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For other uses, see Magdala (disambiguation).
Magdala Archaeological site near the Sea of Galilee

Magdala (Aramaic: מגדלא / Magdala, meaning "elegant", "great", or "tower" (viz. "great place"); Hebrew: מגדל / Migdal, meaning "tower"; Arabic: قرية المجدل / Qariyat al-Majdal) is the name of at least two places in ancient Israel mentioned in the Jewish Talmud and one place that may be mentioned in the Christian New Testament.

Disputed location names[edit]

The New Testament makes one disputable mention of a place called Magdala. Matthew 15:39 of the King James' Version (KJV) reads, "And he [Jesus] sent away the multitude, and took ship, and came into the coasts of Magdala". However, the most reliable Greek manuscripts give the name of the place as "Magadan", and more modern scholarly translations (such as the Revised Version) follow this. Although some commentators[1] state confidently that the two refer to the same place, others[2] dismiss the substitution of Magdala for Magadan as simply "to substitute a known for an unknown place". The parallel passage in Mark's gospel[8:10] gives (in the majority of manuscripts) a quite different place name, Dalmanutha, although a handful of manuscripts give either Magdala or Magadan[3] presumably by assimilation to the Matthean text—believed in ancient times to be older than that of Mark, though this opinion has now been reversed.

Stone with Menorah that was found in the Archaeological site inside the Synagogue area

The Jewish Talmud distinguishes between two Magdalas only.[4]

Mary Magdalene[edit]

All four gospels[5] refer to a follower of Jesus called Mary Magdalene, and it is usually assumed [6] that this means "Mary from Magdala". There is no biblical information to indicate whether this was her home or her birthplace. Most Christian scholars assume that she was from the place the Talmud calls Magdala Nunayya, and that this is also where Jesus landed on the occasion recorded by Matthew.[4]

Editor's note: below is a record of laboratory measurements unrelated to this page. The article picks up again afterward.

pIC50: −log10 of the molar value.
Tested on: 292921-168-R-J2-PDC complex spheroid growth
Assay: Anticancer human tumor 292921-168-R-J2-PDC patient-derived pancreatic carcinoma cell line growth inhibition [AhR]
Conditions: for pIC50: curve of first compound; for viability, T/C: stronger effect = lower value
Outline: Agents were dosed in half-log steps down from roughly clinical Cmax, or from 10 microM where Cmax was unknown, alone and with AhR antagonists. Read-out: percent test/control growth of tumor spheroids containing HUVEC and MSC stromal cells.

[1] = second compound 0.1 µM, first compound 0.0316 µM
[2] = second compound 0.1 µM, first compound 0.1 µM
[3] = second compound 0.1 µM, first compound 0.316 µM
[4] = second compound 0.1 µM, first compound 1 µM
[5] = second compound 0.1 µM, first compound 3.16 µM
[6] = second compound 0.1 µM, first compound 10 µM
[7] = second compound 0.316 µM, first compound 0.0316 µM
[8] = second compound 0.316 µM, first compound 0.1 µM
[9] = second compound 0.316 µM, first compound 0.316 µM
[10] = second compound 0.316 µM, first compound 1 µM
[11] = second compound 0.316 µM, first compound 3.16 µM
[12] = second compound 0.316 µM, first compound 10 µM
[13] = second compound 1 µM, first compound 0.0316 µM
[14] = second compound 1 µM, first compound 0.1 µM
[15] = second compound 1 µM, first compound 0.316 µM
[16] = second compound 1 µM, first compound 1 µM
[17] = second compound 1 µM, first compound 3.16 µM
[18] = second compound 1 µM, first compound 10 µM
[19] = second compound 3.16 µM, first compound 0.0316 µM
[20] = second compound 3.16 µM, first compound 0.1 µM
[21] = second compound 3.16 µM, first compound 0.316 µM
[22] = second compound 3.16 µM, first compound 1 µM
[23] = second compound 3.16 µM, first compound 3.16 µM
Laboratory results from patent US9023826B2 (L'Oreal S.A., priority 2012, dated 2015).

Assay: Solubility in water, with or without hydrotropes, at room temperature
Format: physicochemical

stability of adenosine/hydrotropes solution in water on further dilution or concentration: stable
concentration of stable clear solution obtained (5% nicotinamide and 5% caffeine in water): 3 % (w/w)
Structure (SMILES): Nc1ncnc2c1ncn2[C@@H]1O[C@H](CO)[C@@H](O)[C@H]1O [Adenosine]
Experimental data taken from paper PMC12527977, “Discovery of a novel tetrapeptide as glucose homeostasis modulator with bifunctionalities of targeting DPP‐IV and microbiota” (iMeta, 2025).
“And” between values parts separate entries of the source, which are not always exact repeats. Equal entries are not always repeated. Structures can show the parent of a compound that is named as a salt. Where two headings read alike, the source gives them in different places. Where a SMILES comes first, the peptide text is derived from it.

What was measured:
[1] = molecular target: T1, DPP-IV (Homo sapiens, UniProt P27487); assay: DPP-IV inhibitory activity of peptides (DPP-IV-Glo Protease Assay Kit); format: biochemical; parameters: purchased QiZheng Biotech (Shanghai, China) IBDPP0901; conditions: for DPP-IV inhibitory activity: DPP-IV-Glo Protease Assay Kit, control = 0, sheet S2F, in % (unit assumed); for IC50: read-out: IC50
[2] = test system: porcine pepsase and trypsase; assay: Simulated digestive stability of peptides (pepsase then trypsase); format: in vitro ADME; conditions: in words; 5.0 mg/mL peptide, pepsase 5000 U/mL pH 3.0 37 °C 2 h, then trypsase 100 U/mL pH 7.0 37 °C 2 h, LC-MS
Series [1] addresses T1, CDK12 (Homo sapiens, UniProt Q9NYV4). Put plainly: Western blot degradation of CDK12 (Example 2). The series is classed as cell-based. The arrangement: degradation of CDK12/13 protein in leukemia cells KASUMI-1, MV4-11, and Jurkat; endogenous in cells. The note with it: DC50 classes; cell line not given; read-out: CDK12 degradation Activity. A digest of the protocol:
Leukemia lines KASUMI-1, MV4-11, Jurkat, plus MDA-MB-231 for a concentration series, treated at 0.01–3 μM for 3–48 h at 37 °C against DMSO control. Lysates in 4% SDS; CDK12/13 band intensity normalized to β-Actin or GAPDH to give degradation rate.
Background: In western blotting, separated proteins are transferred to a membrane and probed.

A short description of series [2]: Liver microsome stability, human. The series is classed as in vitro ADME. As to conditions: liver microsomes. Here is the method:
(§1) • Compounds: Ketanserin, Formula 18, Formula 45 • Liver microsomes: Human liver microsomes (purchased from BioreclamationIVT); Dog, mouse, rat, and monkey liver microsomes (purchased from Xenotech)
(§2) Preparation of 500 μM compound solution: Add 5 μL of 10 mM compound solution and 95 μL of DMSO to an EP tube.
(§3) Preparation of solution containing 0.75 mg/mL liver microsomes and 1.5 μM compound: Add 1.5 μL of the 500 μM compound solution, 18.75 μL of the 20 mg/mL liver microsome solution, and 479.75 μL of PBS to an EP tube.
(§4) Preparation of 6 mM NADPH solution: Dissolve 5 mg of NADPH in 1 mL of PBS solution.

Josephus mentions a wealthy Galilean town, destroyed by the Romans in the Jewish War (III, x,) that has the Greek name Tarichaeae from its prosperous fisheries. Josephus does not give its Hebrew name. Some authors[7] identify this with Magdala.


Excavations at Magdala during 2007-8 were called The Magdala Project.[8][9]


  1. ^ Jones, 1994
  2. ^ Horton, 1907
  3. ^ Throckmorton, 1992, p. 96
  4. ^ a b Merk, August. "Magdala." The Catholic Encyclopedia. Vol. 9. New York: Robert Appleton Company, 1910. 31 Oct. 2009 <>.
  5. ^ Matthew 27:56,61,Matthew 28:1, Mark 16:9, Luke 8:2, John 20:1,18
  6. ^ [1][dead link]
  7. ^ Achtemeier, 1996
  8. ^ Bussolin, Alfonso. "". Studium Biblicum Franciscanum - Faculty of Biblical Sciences and Archaeology. Retrieved 3 March 2014. 
  9. ^ Lena, Anna (2013-12-31). "Magdala 2008; Preliminary Report". ESI (is Israel's oldest scientific journal). 2008 125. Retrieved 3 March 2014. 

Further reading[edit]

External links[edit]

Coordinates: 32°49′30″N 35°30′56″E / 32.82500°N 35.51556°E / 32.82500; 35.51556